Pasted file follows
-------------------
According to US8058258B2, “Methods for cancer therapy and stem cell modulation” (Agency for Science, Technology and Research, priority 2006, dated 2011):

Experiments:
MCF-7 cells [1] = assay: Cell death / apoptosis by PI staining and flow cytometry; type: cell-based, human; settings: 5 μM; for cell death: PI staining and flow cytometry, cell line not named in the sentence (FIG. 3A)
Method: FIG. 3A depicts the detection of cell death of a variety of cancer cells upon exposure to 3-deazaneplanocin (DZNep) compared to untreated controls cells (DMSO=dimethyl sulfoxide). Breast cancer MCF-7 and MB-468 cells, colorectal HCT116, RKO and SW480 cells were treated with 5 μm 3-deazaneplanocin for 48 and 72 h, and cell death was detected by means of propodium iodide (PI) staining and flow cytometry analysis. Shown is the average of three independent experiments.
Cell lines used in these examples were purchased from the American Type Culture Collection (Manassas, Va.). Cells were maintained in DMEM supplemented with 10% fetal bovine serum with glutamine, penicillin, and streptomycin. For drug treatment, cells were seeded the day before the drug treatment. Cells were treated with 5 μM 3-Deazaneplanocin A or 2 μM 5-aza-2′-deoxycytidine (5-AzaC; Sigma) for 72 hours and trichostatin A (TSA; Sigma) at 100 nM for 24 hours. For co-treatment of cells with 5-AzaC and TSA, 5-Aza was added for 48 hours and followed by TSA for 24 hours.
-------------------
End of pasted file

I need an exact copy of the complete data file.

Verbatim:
According to US8058258B2, “Methods for cancer therapy and stem cell modulation” (Agency for Science, Technology and Research, priority 2006, dated 2011):

Experiments:
MCF-7 cells [1] = assay: Cell death / apoptosis by PI staining and flow cytometry; type: cell-based, human; settings: 5 μM; for cell death: PI staining and flow cytometry, cell line not named in the sentence (FIG. 3A)
Method: FIG. 3A depicts the detection of cell death of a variety of cancer cells upon exposure to 3-deazaneplanocin (DZNep) compared to untreated controls cells (DMSO=dimethyl sulfoxide). Breast cancer MCF-7 and MB-468 cells, colorectal HCT116, RKO and SW480 cells were treated with 5 μm 3-deazaneplanocin for 48 and 72 h, and cell death was detected by means of propodium iodide (PI) staining and flow cytometry analysis. Shown is the average of three independent experiments.
Cell lines used in these examples were purchased from the American Type Culture Collection (Manassas, Va.). Cells were maintained in DMEM supplemented with 10% fetal bovine serum with glutamine, penicillin, and streptomycin. For drug treatment, cells were seeded the day before the drug treatment. Cells were treated with 5 μM 3-Deazaneplanocin A or 2 μM 5-aza-2′-deoxycytidine (5-AzaC; Sigma) for 72 hours and trichostatin A (TSA; Sigma) at 100 nM for 24 hours. For co-treatment of cells with 5-AzaC and TSA, 5-Aza was added for 48 hours and followed by TSA for 24 hours.